Section 303 of the National Labor Relations Act, 29 U.S.C. § 187, provides a private cause of action for damages arising from a violation of § 8(b)(4). The district court awarded Wilhelm $44,547.76 in damages. Both parties appeal the award.


The district court found that the strike lasted six and one-half days and awarded damages for those days to Wilhelm for (1) rental equipment and steel forms; (2) payment of expenses to five "key employees;" (3) increased labor costs in the form of salaries and (4) subcontractor expenses. The district court declined to award damages requested by Wilhelm for loss of use of Wilhelm-owned equipment and key employee expenses for seven additional people. In addition, Wilhelm claims that the court used the wrong number in calculating the rental rate for the steel forms.


Once liability is established, Wilhelm is entitled to recover all damages "directly and proximately" caused from the violations of the Act by the union. Riverton Coal Co. v. United Mine Workers, 453 F.2d 1035, 1042 (6th Cir.1972). Damages awarded under Section 303 need not be capable of precise measurement — the amount recovered need only be a just and reasonable approximation of the actual injury sustained as a result of the illegal strike and should not be merely speculative. Only actual losses incurred as a result of the strike may be recovered. All that is required is that sufficient facts be introduced for a court to arrive at an intelligent estimate without conjecture. Taylor Milk Co. v. International Brotherhood of Teamsters, 248 F.3d 239, 247 (3d Cir.2001).


Turning to Wilhelm's cross-appeal first, Wilhelm contends that the district court's failure to award any damages for the loss of use of Wilhelm-owned equipment is error. We agree. Damages for lost opportunity revenue may be awarded for loss of use of owned equipment. As other courts have recognized, "idle equipment or equipment that remains on a job site longer than expected because a job is delayed for some reason is a real and quantifiable loss to the contractor whether rent is paid to another or charged to the contractor himself as an accounting expense." R.L. Coolsaet Const. Co. v. Local 150, Int'l Union of Operating Engineers, 177 F.3d 648, 660 (7th Cir.1999). When equipment sits idle, expenses such as depreciation, finance charges and taxes accumulate without generating offsetting revenue. Keeping equipment on a job site longer than expected without corresponding revenue entails opportunity costs. Id. at n. 9.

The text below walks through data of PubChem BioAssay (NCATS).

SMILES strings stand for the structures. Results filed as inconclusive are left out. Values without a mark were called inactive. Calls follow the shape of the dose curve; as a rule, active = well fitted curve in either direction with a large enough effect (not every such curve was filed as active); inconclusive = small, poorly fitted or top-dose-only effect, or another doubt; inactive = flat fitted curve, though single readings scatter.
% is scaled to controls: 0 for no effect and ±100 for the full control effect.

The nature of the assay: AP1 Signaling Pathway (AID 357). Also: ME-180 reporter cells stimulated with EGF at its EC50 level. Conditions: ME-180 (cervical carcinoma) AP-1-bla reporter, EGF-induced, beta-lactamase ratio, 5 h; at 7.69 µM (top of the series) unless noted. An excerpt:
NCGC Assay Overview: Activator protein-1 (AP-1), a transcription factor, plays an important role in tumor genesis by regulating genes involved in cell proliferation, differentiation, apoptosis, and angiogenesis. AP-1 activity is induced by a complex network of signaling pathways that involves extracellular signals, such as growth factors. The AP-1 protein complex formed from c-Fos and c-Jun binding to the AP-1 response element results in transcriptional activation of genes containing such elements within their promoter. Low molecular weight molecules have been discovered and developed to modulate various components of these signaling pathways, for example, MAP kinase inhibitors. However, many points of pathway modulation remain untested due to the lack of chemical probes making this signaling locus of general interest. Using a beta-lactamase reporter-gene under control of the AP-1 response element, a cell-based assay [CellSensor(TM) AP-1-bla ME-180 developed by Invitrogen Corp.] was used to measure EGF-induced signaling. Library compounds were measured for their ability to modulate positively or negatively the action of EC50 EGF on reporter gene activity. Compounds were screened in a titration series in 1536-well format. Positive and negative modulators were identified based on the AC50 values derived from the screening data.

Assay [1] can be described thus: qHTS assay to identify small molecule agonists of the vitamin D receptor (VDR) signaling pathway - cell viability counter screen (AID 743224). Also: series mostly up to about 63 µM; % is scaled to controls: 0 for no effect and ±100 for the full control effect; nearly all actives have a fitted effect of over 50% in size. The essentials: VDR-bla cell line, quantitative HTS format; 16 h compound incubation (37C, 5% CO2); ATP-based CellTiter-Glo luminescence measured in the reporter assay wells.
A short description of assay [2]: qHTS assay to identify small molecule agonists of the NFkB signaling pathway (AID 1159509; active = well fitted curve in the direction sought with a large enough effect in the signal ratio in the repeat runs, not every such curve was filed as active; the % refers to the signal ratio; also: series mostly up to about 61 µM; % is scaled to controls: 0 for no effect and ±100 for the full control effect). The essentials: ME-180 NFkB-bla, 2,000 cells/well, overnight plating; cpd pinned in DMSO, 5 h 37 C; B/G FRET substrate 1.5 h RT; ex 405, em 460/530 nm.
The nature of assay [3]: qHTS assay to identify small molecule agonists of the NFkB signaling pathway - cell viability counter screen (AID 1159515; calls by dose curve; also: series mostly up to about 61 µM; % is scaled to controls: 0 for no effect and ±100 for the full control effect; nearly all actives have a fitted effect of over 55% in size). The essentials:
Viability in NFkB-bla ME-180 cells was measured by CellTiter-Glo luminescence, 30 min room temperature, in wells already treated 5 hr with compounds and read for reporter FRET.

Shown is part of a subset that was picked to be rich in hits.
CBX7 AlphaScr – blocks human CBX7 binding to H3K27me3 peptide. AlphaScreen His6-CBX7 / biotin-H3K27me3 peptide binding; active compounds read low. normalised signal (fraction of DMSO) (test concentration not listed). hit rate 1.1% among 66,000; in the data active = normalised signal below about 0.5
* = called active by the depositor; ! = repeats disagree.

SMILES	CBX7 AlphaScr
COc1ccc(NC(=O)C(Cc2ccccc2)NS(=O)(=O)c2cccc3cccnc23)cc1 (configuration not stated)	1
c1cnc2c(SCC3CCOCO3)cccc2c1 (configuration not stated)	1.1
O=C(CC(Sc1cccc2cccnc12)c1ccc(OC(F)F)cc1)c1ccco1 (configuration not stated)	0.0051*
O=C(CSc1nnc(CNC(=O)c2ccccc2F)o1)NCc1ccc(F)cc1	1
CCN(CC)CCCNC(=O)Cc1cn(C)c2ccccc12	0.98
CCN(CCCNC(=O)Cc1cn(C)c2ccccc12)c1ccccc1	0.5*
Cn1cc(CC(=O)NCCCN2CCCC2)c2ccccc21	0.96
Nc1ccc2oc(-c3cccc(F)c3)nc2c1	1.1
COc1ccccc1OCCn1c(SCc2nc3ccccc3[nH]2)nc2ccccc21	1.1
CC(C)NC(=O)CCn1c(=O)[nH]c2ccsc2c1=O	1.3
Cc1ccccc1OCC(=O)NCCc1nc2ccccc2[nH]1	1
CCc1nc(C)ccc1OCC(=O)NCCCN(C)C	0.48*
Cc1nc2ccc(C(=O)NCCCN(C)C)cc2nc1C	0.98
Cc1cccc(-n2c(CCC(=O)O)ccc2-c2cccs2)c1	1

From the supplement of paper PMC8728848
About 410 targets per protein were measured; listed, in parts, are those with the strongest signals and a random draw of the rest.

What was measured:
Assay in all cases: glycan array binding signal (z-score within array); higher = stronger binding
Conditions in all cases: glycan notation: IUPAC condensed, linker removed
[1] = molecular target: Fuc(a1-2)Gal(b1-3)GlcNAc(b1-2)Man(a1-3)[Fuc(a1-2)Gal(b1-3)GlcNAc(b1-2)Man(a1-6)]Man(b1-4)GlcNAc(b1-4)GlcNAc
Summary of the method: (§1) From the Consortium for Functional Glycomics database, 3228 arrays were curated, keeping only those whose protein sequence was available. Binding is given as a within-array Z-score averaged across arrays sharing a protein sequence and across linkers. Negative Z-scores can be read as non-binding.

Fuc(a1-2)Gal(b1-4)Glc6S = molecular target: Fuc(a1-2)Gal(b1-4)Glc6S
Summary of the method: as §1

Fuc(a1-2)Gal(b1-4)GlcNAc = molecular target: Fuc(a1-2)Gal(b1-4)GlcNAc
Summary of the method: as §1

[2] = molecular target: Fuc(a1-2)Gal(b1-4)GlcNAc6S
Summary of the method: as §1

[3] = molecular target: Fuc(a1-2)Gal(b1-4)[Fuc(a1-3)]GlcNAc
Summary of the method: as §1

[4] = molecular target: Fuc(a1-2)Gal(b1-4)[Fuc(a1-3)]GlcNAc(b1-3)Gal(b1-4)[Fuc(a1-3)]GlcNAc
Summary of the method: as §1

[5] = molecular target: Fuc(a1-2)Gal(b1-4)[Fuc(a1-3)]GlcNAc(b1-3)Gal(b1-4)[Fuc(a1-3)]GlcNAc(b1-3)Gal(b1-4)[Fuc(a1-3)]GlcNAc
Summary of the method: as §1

The district court determined that Wilhelm was only entitled to recoup the rental value of its own equipment if it could show either that (1) it could have rented the equipment to another company or (2) it had to rent similar equipment at a different site because it could not use its own equipment from the stadium site. Although Wilhelm submitted schedules of daily rental rates for certain equipment during 1997, it failed to put on specific evidence of where it would have used the equipment were it not sitting idle at the stadium site for six and one-half days during the boycott or where it would have used the equipment had it not remained at the stadium site six and one-half days longer than it would have but for the boycott. Contrary to Wilhelm's assertion, the problem was not that the district court did not understand that Wilhelm incurred costs when its equipment sat idle and was not used productively; the problem was the more basic one of Wilhelm's failure to show where it specifically suffered any loss with respect to the rental of its own equipment. The law, however, does not require Wilhelm to show its loss with the specificity required by the district court. In American Bridge Div., U.S. Steel Corp. v. International Union of Operating Engineers, Local 487, 772 F.2d 1547, 1553 (11th Cir.1985), the appeals court simply reduced, but did not eliminate, a damage award for loss of use of owned equipment where there was evidence that American Bridge frequently rented idle equipment to other companies, but there was no evidence to support the assumption that American Bridge could have done so for the time it sought damages. In view of the failure of proof, the damage award was reduced. The same situation exists here.